The program was developed after three years of research by Hawkes Bay, North Island, grape growers, wine companies and research scientists, and relies on weather forecasts.
Growers say the software, which uses weather data to calculate when conditions will produce disease and harmful pests, enables them to manage their vineyards "intelligently".
It tells them when the crops need spraying, and over the trial period has reduced the amount of insecticide used, minimising damage to the environment.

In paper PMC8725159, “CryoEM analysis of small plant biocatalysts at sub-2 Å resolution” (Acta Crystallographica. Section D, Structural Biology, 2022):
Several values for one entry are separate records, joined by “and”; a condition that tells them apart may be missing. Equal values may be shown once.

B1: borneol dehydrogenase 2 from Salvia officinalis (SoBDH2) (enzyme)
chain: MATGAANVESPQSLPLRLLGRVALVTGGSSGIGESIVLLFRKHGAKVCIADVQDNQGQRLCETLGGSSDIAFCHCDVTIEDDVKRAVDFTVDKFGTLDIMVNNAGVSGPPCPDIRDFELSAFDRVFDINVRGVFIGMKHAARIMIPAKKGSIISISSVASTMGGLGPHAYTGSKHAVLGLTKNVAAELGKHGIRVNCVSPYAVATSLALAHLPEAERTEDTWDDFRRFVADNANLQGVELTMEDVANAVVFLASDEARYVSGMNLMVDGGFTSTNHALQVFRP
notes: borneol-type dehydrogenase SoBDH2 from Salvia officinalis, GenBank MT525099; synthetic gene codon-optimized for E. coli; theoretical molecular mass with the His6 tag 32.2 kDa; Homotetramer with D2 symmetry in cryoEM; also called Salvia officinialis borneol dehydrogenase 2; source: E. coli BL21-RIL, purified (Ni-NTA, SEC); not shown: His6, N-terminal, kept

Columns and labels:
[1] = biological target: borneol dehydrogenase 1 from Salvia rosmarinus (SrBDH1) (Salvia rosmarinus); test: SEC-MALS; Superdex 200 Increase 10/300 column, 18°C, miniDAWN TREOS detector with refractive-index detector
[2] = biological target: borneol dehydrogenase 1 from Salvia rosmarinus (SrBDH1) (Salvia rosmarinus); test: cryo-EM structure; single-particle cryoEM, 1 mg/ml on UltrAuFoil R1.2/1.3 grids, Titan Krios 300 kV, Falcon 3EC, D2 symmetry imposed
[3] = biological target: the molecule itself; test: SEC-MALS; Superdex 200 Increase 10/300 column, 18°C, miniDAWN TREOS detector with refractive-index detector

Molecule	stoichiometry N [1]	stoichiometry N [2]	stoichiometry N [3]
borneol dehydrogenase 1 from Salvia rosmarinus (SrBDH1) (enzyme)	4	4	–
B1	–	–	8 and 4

The software uses daily temperature, rainfall and humidity-level readings to advise growers when spraying is needed. A more advanced program that predicts future weather and disease patterns is also being developed.
Project manager Campbell Agnew said, "The program takes the guesswork out of spraying by pre-empting the outbreak of disease."
The software is being developed and marketed by Hort Plus, based in Hastings, New Zealand.